Harrisburg council considers higher fee for business licenses
November 16, 2016
By Christine Vendel |
HARRISBURG—For 20 years, business owners have paid $40 for an annual business license to operate in the city of Harrisburg.
That likely will change Jan. 1 as city council members prepare to increase the fee to $50 to adjust for inflation and increasing costs over two decades.
Council members weighed the increase Thursday night at a Community and Economic Development committee meeting. Councilman Jeff Baltimore, who chaired the meeting, said he planned to recommend approval of the measure at the next full legislative session.
"Over the years, there have been numerous increases to the cost of personnel, postage, paper and printing associated with issuing the business privilege and mercantile licenses," the proposed ordinance said.
Council members asked how the fee compared to other jurisdictions, and Mike Hughes, the city's tax enforcement officer, said similar cities such as York and Reading charge $50 while smaller municipalities charge less.
The fee hike would apply to about 5,000 businesses that operate in the city.
Council Vice President Shamaine Daniels asked whether the city could implement a two-tiered fee to cut small businesses a break, especially home-based operations that require other costly licenses. But Hughes said the state's Third Class City Code requires that the fee be equally applied, which means small mom-and-pop shops pay the same annual fee as a large law firms downtown.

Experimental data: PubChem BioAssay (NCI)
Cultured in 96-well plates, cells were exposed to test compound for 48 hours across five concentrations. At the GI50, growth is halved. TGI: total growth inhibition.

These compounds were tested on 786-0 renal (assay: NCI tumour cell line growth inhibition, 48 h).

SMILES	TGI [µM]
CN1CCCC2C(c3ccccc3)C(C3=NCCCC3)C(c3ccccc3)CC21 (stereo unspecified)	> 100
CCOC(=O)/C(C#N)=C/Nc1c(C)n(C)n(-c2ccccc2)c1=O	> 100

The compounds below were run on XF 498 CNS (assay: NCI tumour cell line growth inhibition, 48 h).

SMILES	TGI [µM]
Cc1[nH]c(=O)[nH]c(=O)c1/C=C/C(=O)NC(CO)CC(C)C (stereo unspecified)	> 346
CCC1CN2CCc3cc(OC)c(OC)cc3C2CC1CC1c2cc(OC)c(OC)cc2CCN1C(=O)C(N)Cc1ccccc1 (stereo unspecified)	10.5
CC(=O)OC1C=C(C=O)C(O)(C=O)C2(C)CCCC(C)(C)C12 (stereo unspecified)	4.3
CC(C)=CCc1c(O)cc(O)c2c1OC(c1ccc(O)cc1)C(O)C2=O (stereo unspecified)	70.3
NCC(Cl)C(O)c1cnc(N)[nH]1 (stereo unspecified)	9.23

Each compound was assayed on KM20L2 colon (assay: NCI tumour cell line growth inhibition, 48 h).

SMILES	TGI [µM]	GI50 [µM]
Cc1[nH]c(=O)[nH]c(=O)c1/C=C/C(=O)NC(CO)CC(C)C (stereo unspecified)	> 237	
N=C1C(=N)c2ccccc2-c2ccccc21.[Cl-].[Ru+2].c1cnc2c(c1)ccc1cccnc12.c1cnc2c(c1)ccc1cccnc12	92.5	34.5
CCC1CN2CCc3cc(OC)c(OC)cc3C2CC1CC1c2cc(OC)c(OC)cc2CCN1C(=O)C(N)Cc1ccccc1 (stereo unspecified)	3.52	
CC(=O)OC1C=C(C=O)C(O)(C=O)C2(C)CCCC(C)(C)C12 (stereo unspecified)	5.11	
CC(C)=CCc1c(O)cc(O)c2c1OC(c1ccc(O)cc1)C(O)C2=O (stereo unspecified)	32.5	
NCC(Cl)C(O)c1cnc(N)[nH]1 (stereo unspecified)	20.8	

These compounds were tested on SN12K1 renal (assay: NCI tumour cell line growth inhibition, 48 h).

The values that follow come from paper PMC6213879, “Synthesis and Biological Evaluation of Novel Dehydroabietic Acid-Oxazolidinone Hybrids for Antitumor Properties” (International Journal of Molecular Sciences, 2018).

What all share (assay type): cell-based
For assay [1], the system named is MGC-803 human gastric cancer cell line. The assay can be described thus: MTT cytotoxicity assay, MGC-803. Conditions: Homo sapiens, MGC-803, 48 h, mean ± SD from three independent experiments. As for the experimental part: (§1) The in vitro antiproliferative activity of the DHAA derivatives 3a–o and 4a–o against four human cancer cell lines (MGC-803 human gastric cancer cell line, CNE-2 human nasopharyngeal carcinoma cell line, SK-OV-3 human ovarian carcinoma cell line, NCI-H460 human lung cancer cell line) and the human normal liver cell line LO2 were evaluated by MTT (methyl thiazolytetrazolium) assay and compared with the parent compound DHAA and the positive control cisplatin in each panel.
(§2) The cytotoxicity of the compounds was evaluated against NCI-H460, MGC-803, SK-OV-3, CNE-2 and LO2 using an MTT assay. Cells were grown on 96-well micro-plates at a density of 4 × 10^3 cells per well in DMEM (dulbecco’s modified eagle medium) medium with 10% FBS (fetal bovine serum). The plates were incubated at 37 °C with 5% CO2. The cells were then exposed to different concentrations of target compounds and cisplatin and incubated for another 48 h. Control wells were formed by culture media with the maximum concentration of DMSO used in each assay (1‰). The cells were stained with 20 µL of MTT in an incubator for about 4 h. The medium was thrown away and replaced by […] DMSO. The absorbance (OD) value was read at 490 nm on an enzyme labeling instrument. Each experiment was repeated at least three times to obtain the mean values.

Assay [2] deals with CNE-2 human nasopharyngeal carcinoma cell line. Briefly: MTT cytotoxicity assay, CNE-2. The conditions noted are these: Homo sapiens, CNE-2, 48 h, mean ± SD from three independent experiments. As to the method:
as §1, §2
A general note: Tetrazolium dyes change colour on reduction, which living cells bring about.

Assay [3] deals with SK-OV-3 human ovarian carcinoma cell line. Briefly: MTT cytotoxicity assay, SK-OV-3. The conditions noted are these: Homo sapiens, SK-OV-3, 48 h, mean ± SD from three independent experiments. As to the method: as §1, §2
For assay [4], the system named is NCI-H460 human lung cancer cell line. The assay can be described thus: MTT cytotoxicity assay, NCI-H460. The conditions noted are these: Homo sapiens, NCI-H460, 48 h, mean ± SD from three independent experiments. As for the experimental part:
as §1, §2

The proposed fee increase represents the latest in a series of upward adjustments in fees and trash rates, after decades of neglect, council members said.
Under former Mayor Stephen Reed, the city neglected to raise fees to cover costs, said Councilman Ben Allatt, which helped to exacerbate the city's structural budget deficit.
"It's not sustainable," he said.
In other business, council members considered plans for construction of a 3-story, 20-unit building on a parking lot at 1820 North Fifth Street to house homeless veterans. The lot is next to the building that formerly housed the Hamilton Health Center.
The former health center currently is being renovated by Juanita Edrington Grant, who runs the Christian Recovery Aftercare Ministry for ex-offenders. Her organization, known as CRAM, will work with the TLC Work-Based Training Program, which is building the units for homeless veterans through tax credits.
Construction could begin on the project in the spring, according to architect Steve Funk, who attended Thursday's meeting.